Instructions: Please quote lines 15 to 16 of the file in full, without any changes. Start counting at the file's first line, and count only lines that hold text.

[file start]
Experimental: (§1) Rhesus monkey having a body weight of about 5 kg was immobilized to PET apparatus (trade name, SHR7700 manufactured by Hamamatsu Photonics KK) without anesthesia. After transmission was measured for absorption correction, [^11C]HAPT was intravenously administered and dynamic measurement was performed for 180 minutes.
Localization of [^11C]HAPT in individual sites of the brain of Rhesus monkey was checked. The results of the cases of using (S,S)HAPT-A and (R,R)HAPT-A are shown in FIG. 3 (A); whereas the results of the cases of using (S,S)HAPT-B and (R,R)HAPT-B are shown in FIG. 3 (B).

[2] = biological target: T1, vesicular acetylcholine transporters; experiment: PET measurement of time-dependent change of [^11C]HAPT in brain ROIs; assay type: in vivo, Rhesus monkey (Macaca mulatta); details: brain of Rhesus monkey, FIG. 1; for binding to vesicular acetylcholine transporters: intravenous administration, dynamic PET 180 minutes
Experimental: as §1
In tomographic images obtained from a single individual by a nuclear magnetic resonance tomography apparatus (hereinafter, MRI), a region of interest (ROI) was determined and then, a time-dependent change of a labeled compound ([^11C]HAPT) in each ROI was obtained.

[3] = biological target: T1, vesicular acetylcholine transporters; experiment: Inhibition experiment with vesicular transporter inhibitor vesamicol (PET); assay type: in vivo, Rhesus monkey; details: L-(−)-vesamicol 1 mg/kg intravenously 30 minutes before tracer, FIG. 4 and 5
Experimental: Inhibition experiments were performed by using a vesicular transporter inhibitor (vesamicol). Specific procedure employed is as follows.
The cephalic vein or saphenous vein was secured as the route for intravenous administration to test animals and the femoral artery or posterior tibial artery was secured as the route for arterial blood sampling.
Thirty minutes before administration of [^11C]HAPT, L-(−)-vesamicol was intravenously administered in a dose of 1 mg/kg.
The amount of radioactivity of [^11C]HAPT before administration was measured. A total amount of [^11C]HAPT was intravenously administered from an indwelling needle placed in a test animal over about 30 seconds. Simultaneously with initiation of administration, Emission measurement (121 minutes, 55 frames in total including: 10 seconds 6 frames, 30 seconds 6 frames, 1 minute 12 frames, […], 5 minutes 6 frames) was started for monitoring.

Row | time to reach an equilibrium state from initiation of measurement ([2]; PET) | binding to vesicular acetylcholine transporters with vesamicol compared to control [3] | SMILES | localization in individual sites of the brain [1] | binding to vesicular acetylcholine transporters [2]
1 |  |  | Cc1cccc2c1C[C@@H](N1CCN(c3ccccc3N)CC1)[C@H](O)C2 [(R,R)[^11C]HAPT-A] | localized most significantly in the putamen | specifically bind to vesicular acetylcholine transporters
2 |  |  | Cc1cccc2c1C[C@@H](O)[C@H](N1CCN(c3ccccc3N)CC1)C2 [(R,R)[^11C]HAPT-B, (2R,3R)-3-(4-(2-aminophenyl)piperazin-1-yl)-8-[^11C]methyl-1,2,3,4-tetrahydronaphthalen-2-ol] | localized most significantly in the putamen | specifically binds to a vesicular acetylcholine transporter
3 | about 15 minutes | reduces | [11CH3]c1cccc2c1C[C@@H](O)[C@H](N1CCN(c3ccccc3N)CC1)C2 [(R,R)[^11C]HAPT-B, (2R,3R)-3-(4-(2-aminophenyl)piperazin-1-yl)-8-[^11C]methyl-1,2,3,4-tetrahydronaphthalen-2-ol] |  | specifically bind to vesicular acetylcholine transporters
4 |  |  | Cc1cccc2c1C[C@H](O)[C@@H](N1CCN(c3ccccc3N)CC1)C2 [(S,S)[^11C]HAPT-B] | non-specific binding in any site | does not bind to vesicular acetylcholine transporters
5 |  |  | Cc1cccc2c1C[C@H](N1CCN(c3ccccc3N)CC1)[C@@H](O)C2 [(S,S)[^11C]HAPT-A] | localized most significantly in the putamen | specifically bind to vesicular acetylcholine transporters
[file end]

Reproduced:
4 |  |  | Cc1cccc2c1C[C@H](O)[C@@H](N1CCN(c3ccccc3N)CC1)C2 [(S,S)[^11C]HAPT-B] | non-specific binding in any site | does not bind to vesicular acetylcholine transporters
5 |  |  | Cc1cccc2c1C[C@H](N1CCN(c3ccccc3N)CC1)[C@@H](O)C2 [(S,S)[^11C]HAPT-A] | localized most significantly in the putamen | specifically bind to vesicular acetylcholine transporters